Remembering Martha and her kin
Advice to highly endangered bird species: Stay clear of Cincinnati. Fly around it. Don’t land. In particular, avoid the Cincinnati Zoo, my choice for the saddest place in our country’s ornithological history.
Two very special birds died at the zoo almost 100 years ago, and each had names. “Martha” was the world’s last known passenger pigeon; “Incas” was the last Carolina parakeet.
The birds were quite famous in their day, especially Martha. There was no doubt she was the last of her kind; all the wild pigeons had disappeared. So extinction was inevitable, and Martha’s final years were a death watch. When she passed in 1914, it was the end of what had been the most abundant bird species on Earth.
It was a beautiful species too, not to be confused with the urban rock pigeons we all know or the “carrier pigeons” once used to deliver messages.
Passenger pigeons resembled mourning doves only larger and more colorful. Their breast was muted orange, the head and back feathers bluish. They lived in deciduous forests throughout eastern North America.
Journals from pre-colonial times through the mid-1800s mention flocks of migrating pigeons that “blackened the skies” for hours on end. Aerial streams of more than a million birds were common. Witnesses, including John James Audubon, surely never imagined that the species would soon be just a memory.
Habitat destruction, disturbance of nesting colonies and excessive hunting and trapping are the common explanations for the passenger pigeon’s demise. There was demand for the meat, and the birds were an easy mark.
Barrels of salted pigeons were loaded onto railroad cars and shipped to market. People also killed them for sport, leaving the carcasses on the ground. The supply of pigeons seemed infinite.
But by the 1890s, the skies had emptied.
Benjamin Gault, for whom a bird sanctuary on N. Main St. in Glen Ellyn is named, wrote: “During the late years, the Passenger Pigeon has become extremely rare in Northeastern Illinois, at least as far as the neighborhood of Chicago is concerned. My latest record was made at Glen Ellyn on Sunday, September 4, 1892. It was a young of the year, very tame, and unsuspicious. It was discovered in the company of some jays and feeding about the piles of dirt recently made in excavating for the foundation of a house, well within the limits of the town, and was also observed picking the grain from some fresh horsedroppings, in which occupation it was harassed somewhat by the jays.”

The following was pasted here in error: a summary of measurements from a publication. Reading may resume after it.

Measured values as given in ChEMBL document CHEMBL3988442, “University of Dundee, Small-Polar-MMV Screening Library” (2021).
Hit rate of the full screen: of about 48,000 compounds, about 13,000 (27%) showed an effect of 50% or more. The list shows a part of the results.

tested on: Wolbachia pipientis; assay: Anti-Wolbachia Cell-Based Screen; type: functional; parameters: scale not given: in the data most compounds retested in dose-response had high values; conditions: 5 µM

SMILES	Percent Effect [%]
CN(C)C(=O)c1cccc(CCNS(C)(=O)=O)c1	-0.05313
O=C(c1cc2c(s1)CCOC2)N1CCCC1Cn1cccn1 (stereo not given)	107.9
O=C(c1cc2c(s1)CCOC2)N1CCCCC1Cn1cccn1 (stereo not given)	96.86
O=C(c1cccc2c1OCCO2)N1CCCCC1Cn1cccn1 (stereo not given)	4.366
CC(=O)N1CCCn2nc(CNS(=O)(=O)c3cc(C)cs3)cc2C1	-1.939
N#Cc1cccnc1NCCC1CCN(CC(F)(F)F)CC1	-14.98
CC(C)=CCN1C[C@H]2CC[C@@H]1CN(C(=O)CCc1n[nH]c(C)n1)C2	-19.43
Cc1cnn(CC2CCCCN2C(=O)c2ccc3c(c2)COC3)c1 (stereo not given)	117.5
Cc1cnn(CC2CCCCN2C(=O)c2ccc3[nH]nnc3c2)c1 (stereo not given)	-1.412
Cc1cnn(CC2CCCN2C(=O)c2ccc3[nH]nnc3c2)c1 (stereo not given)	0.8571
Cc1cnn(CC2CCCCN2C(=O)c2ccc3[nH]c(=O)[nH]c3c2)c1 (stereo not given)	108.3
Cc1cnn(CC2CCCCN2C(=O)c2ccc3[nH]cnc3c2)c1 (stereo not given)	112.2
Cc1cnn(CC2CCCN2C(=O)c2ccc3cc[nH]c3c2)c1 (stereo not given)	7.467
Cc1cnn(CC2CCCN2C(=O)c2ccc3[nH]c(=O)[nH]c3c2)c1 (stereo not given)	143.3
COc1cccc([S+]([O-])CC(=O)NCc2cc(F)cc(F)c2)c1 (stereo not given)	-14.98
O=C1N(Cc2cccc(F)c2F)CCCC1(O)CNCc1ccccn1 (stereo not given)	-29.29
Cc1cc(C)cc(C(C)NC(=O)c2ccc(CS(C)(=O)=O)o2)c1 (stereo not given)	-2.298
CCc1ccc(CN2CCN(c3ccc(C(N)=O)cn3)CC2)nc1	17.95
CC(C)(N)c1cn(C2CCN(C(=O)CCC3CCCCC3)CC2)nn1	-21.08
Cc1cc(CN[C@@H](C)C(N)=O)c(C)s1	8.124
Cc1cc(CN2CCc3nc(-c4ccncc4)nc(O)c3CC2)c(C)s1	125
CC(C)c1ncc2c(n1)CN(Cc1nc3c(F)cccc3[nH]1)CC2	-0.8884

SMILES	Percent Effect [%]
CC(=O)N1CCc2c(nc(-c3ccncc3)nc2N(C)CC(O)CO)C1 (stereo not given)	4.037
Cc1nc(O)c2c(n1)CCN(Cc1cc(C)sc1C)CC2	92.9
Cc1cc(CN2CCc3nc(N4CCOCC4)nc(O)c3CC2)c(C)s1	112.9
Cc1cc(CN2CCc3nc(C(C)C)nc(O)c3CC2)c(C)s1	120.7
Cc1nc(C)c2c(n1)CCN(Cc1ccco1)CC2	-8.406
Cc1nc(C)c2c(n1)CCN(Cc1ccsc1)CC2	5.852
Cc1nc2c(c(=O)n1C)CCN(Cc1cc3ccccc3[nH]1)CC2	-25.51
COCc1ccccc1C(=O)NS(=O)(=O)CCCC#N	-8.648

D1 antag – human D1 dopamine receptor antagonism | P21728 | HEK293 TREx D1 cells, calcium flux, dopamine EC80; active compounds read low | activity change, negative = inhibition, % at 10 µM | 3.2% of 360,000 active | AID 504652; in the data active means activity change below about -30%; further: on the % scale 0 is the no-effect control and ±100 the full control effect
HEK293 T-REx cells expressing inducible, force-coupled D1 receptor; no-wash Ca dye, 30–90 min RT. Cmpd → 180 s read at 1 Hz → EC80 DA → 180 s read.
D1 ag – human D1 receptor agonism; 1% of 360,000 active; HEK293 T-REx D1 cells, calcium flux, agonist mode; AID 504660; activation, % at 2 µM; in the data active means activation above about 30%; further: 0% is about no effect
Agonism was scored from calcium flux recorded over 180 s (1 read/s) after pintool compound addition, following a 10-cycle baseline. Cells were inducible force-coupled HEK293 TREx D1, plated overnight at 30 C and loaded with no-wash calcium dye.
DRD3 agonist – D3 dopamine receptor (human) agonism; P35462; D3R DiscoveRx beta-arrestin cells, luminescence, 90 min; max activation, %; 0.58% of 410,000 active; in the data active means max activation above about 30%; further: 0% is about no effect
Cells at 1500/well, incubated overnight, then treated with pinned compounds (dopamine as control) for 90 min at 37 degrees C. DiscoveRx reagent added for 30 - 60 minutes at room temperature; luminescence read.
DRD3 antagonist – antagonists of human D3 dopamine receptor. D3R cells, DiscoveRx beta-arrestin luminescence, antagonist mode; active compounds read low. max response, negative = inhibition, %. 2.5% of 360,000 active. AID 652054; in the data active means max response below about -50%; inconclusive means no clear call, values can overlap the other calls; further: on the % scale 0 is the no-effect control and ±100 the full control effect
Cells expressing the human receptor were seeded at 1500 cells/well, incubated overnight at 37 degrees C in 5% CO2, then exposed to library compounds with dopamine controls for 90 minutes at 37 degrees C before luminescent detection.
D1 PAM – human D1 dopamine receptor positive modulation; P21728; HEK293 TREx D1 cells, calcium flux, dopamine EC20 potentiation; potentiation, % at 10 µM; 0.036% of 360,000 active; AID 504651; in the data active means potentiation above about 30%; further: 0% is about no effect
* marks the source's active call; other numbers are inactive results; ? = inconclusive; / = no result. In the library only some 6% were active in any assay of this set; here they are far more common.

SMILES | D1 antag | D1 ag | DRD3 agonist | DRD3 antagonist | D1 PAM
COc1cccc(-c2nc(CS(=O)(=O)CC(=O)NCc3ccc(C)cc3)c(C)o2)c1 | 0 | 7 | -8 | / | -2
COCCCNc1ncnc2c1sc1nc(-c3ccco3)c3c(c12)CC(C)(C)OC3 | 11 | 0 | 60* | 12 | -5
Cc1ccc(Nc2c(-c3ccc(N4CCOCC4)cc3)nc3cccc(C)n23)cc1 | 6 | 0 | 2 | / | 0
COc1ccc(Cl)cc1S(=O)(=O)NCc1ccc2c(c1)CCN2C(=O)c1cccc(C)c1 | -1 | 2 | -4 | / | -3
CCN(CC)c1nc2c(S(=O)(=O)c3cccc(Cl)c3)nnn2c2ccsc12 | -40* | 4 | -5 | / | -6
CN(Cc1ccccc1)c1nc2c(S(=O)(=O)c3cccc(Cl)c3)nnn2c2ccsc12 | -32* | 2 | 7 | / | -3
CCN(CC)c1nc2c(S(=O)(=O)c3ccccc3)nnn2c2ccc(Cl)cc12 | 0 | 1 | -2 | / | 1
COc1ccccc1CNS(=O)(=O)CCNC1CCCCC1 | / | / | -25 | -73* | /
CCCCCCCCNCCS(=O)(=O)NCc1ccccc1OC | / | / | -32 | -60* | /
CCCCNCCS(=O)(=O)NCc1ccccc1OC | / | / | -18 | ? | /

Ever the collector, Gault thought about making the bird his own.
“But the day, location and circumstances under which my observation was made precluded the possibility of the capture of the specimen,” he wrote.
Eight years later, a bird in Pike County, Ohio, wasn’t so lucky. A young boy shot it, ending the life of the last wild passenger pigeon ever recorded.
I’ve been thinking a lot about that bird, about Martha and about passenger pigeons in general ever since June. During a Midwestern “baseball road trip” with my son, I crossed paths with a historic marker and later a full-scale monument, each dedicated to the passenger pigeon. It was pleasing to see the pigeon’s story remembered.
We found the marker at a rest area near Tomah, Wis. I’d been wondering how the species got its name and the tablet answered my question: it derives from an Indian word meaning “wanderer.” Passenger pigeons apparently traveled up to 100 miles a day during nesting season searching for food. Acorns and chestnuts were preferred.
There is a good reason for the sign’s location. The largest nesting colony of passenger pigeons ever recorded occurred in the area, in 1871—an estimated 136 million pigeons covering 850 square miles!
A few days later I was birding at Wyalusing State Park, a beautiful spot along the Mississippi River in the dairy state’s southwest corner. My search for a Kentucky warbler failed, but I felt richly compensated by a visit to the passenger pigeon monument on Sentinel Ridge. It recalls the last known pigeon ever shot in Wisconsin, in Babcock, in September 1899.
Conservationist Aldo Leopold, who attended the dedication in 1947, said: “The monument, perched like a duckhawk on this cliff, will scan the wide valley, watching through the days and years. But no pigeons will pass, because there are no pigeons, save only this flightless one, grave in bronze on this rock.”
There are other flightless ones, of course, of the stuffed variety. You can see passenger pigeons on display at the Field Museum in Chicago and also the Jurica-Suchy Nature Museum at Benedictine University in Lisle.
You can even visit Martha. She’s mounted in a glass case at the Smithsonian in Washington.
At least there is an upside to all of this. Martha’s death brought national attention to the tragic story of her species. In turn, early bird conservation efforts in America received a jump start, leading to the landmark Migratory Bird Treaty, enacted in 1918.
The law was too late to save the passenger pigeon, but it delivered vital protection for other persecuted species.
Copyright 2010 by Jeff Reiter. All rights reserved.